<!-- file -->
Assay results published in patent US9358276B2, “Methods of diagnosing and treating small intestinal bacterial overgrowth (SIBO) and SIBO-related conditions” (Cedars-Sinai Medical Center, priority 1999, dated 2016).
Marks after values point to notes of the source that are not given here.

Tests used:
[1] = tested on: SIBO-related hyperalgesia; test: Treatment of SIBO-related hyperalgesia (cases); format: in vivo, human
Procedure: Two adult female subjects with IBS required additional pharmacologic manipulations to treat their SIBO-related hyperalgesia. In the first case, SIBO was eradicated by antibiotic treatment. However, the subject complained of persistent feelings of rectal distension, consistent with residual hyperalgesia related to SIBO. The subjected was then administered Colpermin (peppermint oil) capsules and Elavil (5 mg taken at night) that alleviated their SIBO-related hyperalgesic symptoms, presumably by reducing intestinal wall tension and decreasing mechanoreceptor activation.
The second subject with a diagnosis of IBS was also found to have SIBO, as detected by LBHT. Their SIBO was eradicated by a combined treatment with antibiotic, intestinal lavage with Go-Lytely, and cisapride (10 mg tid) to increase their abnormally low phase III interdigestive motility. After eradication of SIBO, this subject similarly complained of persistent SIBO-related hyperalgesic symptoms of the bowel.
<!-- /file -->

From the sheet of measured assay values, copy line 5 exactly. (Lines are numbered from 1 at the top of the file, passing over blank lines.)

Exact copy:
Procedure: Two adult female subjects with IBS required additional pharmacologic manipulations to treat their SIBO-related hyperalgesia. In the first case, SIBO was eradicated by antibiotic treatment. However, the subject complained of persistent feelings of rectal distension, consistent with residual hyperalgesia related to SIBO. The subjected was then administered Colpermin (peppermint oil) capsules and Elavil (5 mg taken at night) that alleviated their SIBO-related hyperalgesic symptoms, presumably by reducing intestinal wall tension and decreasing mechanoreceptor activation.